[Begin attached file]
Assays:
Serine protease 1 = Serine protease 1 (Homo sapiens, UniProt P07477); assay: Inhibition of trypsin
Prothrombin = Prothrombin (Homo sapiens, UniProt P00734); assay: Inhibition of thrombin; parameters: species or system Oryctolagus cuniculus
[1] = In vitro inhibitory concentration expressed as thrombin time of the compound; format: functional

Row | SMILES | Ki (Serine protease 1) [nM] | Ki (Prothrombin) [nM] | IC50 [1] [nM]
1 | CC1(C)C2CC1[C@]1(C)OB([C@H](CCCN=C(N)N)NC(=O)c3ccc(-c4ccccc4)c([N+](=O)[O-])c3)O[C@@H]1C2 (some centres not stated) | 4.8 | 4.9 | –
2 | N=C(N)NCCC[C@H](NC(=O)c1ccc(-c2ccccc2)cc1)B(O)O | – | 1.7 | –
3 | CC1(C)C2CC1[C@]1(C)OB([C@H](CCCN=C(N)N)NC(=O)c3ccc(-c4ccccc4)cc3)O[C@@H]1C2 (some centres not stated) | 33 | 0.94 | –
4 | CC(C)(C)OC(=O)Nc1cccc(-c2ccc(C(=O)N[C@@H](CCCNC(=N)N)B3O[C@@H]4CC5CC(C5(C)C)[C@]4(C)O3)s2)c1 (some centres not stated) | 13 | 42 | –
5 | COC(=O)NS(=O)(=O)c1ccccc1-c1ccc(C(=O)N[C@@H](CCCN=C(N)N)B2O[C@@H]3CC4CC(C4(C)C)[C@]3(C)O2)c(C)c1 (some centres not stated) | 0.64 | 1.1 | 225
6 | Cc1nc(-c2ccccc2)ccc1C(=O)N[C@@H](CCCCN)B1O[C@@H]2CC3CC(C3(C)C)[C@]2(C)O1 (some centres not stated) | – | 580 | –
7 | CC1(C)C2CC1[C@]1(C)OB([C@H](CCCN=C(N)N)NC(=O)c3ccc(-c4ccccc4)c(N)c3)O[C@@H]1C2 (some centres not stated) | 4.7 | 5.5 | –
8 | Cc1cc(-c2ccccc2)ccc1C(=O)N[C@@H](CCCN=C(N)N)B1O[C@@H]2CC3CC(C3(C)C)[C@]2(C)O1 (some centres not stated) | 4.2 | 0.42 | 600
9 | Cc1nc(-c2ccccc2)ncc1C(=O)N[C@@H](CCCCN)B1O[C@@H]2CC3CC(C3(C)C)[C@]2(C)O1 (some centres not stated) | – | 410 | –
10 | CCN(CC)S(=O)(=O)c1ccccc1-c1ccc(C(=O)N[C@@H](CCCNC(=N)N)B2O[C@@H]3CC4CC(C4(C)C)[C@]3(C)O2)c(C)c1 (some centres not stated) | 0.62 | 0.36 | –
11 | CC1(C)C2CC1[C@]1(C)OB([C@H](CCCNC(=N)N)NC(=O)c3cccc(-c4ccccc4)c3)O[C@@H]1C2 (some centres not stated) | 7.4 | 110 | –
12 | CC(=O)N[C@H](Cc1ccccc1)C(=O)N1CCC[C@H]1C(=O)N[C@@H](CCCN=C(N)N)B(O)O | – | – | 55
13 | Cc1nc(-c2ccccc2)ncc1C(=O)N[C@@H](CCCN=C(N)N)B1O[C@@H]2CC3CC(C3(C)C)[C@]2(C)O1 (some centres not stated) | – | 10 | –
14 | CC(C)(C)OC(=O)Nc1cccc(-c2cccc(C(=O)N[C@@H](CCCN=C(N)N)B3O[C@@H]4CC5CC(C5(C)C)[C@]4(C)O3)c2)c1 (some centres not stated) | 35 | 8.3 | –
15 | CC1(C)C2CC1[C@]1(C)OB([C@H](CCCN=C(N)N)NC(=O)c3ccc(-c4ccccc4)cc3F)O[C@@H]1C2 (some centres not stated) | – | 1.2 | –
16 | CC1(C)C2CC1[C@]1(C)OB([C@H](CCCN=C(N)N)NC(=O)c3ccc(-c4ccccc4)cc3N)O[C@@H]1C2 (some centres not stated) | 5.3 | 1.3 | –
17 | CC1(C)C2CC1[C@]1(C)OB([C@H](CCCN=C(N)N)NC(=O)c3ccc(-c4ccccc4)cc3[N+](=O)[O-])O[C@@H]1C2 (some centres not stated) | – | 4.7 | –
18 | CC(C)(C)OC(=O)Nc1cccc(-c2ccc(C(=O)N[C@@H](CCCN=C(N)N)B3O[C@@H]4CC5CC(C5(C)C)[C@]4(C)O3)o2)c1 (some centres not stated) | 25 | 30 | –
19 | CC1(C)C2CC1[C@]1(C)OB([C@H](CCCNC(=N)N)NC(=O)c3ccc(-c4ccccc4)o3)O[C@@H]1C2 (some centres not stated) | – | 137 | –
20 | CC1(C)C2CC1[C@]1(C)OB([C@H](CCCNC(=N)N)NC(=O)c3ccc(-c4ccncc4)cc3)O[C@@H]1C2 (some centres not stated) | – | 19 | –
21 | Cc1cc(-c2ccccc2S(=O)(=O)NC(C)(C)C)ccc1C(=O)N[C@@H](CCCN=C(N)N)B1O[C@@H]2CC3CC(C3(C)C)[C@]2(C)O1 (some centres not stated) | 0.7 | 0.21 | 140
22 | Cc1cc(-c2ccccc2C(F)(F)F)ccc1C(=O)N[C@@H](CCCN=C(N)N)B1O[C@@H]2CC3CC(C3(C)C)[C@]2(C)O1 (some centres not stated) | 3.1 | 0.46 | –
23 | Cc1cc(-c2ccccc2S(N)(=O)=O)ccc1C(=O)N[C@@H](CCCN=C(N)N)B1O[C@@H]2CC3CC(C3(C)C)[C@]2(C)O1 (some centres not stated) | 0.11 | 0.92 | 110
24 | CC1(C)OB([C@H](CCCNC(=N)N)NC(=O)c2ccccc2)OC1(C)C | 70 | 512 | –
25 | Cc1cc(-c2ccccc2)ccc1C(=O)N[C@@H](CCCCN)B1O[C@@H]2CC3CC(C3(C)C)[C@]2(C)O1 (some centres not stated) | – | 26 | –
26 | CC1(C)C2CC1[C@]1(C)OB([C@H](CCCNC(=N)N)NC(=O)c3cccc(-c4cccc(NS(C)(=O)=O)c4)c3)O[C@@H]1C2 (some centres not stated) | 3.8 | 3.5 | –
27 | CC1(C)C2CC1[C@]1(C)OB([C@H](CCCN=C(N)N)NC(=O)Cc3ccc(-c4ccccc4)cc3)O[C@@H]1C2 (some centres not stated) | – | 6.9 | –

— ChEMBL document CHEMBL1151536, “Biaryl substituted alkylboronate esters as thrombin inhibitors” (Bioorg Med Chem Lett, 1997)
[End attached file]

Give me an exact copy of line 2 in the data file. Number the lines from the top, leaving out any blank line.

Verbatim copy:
Serine protease 1 = Serine protease 1 (Homo sapiens, UniProt P07477); assay: Inhibition of trypsin